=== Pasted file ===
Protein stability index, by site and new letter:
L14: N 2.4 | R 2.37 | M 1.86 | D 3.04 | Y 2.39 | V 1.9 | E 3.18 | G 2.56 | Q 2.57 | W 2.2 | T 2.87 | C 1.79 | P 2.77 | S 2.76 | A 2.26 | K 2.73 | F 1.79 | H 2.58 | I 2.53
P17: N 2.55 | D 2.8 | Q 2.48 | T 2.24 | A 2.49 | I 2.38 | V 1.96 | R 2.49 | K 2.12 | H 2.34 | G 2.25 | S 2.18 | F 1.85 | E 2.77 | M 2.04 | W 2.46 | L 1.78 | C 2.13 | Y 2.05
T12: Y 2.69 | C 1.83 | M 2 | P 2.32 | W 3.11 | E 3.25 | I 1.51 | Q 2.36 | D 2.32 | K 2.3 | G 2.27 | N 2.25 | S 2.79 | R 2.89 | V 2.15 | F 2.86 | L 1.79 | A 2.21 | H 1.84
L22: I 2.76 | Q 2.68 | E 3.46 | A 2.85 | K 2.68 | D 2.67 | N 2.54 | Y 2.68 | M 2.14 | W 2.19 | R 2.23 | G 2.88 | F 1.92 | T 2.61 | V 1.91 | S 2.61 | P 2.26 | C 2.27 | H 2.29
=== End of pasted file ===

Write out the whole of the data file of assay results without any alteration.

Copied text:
Protein stability index, by site and new letter:
L14: N 2.4 | R 2.37 | M 1.86 | D 3.04 | Y 2.39 | V 1.9 | E 3.18 | G 2.56 | Q 2.57 | W 2.2 | T 2.87 | C 1.79 | P 2.77 | S 2.76 | A 2.26 | K 2.73 | F 1.79 | H 2.58 | I 2.53
P17: N 2.55 | D 2.8 | Q 2.48 | T 2.24 | A 2.49 | I 2.38 | V 1.96 | R 2.49 | K 2.12 | H 2.34 | G 2.25 | S 2.18 | F 1.85 | E 2.77 | M 2.04 | W 2.46 | L 1.78 | C 2.13 | Y 2.05
T12: Y 2.69 | C 1.83 | M 2 | P 2.32 | W 3.11 | E 3.25 | I 1.51 | Q 2.36 | D 2.32 | K 2.3 | G 2.27 | N 2.25 | S 2.79 | R 2.89 | V 2.15 | F 2.86 | L 1.79 | A 2.21 | H 1.84
L22: I 2.76 | Q 2.68 | E 3.46 | A 2.85 | K 2.68 | D 2.67 | N 2.54 | Y 2.68 | M 2.14 | W 2.19 | R 2.23 | G 2.88 | F 1.92 | T 2.61 | V 1.91 | S 2.61 | P 2.26 | C 2.27 | H 2.29